Global governance

Aaditya Mattoo, Joshua P. Meltzer, 23 May 2018

The EU’s privacy regulation threatens developing country exports of data-based services by making data transfers more difficult. Traditional trade rules and regulatory cooperation cannot resolve this conflict. The column argues that the way forward would be to design trade rules that reflect the bargain struck in the EU-US Privacy Shield. Data destination countries would promise to protect the privacy of foreign citizens in return for source countries promising not to restrict data flows.

Marion Jansen, Joost Pauwelyn, Theresa Carpenter, 31 January 2018

International economic dispute settlement is under increased scrutiny. How are decisions made about the ‘fairness’ of national or foreign policies? How are damages to be paid by governments to private investors calculated? This column introduces a book with contributions from academics and practitioners that explore whether economists can be of use in addressing these and other contentious questions in international trade and investor–state disputes.

Stephen Cecchetti, Kim Schoenholtz, 03 December 2017

The Global Crisis dramatically revealed the severity of ignorance about risk exposure in the global financial system. A major issue is the complexity of legal structures with webs of subsidiaries and a lack of consolidated information systems. This column describes efforts to address these failings through the launching of a global legal entity identifier. The initiative offers great promise for addressing the complex information problems. However, network externalities imply that its success will depend on participation and adoption incentives.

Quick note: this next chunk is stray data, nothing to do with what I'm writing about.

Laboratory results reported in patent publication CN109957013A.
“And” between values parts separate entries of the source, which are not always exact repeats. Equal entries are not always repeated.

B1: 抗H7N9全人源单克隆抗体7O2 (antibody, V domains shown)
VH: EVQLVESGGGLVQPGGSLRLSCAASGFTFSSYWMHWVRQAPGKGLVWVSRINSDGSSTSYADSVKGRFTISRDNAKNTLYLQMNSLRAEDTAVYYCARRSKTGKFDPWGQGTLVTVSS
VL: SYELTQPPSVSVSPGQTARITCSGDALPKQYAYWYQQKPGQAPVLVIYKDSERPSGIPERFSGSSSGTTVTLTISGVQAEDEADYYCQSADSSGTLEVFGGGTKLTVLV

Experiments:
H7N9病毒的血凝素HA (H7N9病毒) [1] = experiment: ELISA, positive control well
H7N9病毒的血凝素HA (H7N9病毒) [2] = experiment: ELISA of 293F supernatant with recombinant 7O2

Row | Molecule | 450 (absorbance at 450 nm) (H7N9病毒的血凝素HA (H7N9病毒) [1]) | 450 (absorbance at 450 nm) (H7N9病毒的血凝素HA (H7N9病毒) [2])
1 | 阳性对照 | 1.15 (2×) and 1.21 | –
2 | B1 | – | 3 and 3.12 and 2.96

Ravi Kanbur, 13 June 2017

With the World Bank now far from the only game in town in providing development finance, this column argues that it should focus on issues which are truly global in scope, but questions the suitability of the World Bank’s signature instrument, the sovereign loan. The international community does rely on the Word Bank for one global public good – global consensus building – but the current situation of veto power in the hands of a US government which does not acknowledge global public good issues, as evidenced by its withdrawal from the Paris accord, is potentially lethal for perceived and actual independence in consensus building.

Marco Buti, Helene Bohn-Jespersen, 25 November 2016

The actions taken in 2008-09 by the G20 avoided an outright depression during the financial crisis, but questions remain over its ability to evolve from a short-term crisis response forum to effectively addressing more long-term challenges. This column argues that to ‘win the peace', G20 members as well as G20 Presidencies have to redesign international economic policy coordination, and ensure that the focus is kept on a limited number of deliverables to which all G20 members can agree.

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